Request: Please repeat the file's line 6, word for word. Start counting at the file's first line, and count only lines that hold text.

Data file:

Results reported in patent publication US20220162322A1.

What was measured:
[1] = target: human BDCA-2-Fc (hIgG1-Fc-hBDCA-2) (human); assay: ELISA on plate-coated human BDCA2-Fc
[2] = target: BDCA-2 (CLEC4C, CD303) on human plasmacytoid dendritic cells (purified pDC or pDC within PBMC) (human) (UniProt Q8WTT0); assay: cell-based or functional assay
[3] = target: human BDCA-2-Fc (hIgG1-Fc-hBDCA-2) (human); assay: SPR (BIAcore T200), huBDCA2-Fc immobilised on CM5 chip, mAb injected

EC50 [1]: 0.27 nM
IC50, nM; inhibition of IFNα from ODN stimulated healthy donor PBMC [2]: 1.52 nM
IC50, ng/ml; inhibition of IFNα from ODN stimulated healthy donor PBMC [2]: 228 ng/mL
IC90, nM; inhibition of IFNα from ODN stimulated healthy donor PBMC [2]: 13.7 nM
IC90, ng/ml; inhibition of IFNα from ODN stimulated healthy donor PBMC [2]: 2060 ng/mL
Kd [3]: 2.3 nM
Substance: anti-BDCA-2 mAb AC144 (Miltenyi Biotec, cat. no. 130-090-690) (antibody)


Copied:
EC50 [1]: 0.27 nM